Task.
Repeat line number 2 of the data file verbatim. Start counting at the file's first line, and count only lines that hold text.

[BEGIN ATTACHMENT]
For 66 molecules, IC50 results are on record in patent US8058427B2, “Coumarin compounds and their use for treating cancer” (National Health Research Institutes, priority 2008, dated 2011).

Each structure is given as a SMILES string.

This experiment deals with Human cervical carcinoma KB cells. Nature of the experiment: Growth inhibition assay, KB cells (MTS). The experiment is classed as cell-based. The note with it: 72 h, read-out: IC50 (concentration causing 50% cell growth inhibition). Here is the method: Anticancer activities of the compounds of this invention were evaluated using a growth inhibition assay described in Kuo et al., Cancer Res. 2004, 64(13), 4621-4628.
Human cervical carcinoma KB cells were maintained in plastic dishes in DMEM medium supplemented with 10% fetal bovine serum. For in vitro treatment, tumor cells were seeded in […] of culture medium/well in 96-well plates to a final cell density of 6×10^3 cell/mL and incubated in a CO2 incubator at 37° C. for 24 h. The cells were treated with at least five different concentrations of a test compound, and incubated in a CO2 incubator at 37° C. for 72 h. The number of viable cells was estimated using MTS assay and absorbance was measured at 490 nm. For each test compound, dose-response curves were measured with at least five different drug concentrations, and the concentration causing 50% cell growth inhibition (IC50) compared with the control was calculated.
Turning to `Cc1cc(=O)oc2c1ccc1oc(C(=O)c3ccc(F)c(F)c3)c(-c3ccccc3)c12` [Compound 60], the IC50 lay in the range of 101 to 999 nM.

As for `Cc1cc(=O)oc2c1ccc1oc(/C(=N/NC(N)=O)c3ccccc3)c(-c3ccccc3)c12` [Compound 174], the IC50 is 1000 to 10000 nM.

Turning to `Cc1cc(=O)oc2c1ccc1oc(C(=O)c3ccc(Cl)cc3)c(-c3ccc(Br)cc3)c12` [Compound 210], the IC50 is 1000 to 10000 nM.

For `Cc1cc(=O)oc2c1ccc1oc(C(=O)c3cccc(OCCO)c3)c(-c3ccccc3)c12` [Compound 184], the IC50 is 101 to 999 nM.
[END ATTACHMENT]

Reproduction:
Each structure is given as a SMILES string.